A Cape Town’s high school principal’s open letter to South African president Jacob Zuma has gone viral. Here is the text:
Dear President Zuma
It’s two years to the day when Gareth Cliff, a local media celebrity, wrote an open letter to you. It caused quite a stir at the time. And as I was thinking about what I was going to say to the Class of 2012 of my school, his letter came to mind. As I re-read it I realised it was about time for another one. Not quite as controversial perhaps but nevertheless another open letter borne out of my desire to see the 200 matrics that we’re about to send you, fulfil their dreams in a positive, dynamic South Africa.
My name is Stephen Price. I am the Principal of Bergvliet High School here in the Western Cape. Some would describe this school as a ‘former Model C school’… a description generally used to justify why other schools are underperforming. But that is another discussion.
You see, right now I am addressing close on 1000 teachers, parents and pupils at the Valedictory Service of the Class of 2012 of my school. It is a special occasion, full of excitement and expectation, of joy and sadness, of hope and trepidation, and it will be a day for them to remember. Their last official day of school. I’d like to tell you a little bit about them. But, before I do, consider this. Continue reading School principal’s letter to Zuma
At long last I have got around to sorting out the paperwork for getting British citizenship. At first it appears to be a fairly straightforward process:
Pay the Home Office £88 for a letter stating I do not hold British citizenship. On recipt of the letter submit the application for the retention of South African citizenship to the South African High Commission in London. With £25. Once that application is confirmed, pay the UK Border Agency a large sum of money and submit 5 years worth of identity documents and proof of address. Once citizenship has been granted, attend a citizenship ceremony to complete the legal process. Bob’s your uncle and Betty your Queen – go apply for a passport. Continue reading Citizenship hoops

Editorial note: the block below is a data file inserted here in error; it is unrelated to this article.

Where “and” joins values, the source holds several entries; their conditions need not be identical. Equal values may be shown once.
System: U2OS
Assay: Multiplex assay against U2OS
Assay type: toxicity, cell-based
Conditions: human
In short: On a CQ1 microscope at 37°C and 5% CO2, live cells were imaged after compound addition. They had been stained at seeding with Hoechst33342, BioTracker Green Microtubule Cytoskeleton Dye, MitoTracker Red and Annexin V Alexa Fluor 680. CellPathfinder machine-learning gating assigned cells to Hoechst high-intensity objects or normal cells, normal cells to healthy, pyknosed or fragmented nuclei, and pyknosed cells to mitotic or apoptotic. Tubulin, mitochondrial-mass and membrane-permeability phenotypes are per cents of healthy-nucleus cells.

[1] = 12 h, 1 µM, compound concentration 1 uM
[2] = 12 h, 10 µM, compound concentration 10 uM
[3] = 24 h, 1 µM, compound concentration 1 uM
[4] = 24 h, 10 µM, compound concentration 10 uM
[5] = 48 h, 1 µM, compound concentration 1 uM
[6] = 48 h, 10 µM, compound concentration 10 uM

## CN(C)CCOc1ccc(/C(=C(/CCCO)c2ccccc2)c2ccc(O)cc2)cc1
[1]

We headed into the dark wet heart of Knoydart at 10 knots. Bottle-nose dolphins leap and surfed the bow wave. The rain lashed down. Some looked pensive while others dispersed the tension with humorous, if somewhat brittle, banter.
The plan is to replace the roof on the shed and get some lighting in. [Note to self: write a list of things to do]
However, getting rid of an asbestos roof is not as simple as just crowbarring it off and dumping in the bin ready for the waste management team to collect. Angus Council does not have a licence to collect asbestos waste and the recycling and landfile sites are not licenced to accept any asbestos (Angus Council website). A certified contractor is required to dispose of the material in a safe manner. And I expect this to be fairly pricey, somewhere in the region of £300.
The high price of removal has been confirmed and so alternatives need to be sought. A tarpaulin? New sheets over the top?
We have a flock of jackdaws and rooks that are nesting in a large pine tree in our neighbour’s garden. They start their raucus cawing at about 4am and once everyone is awake they then proceed to terrorise them. All the small garden variety birds (little brownous jobis, blue tits, great tits, chaffinches, robins, batman, blackbirds, starlings, housemartins, turtle doves, rock pigeons) that frequent our feeders are subject to harrassment, derision and demeaning behaviour from these ebullient bullies. So, let me tell you once jackdaws – I know where you live!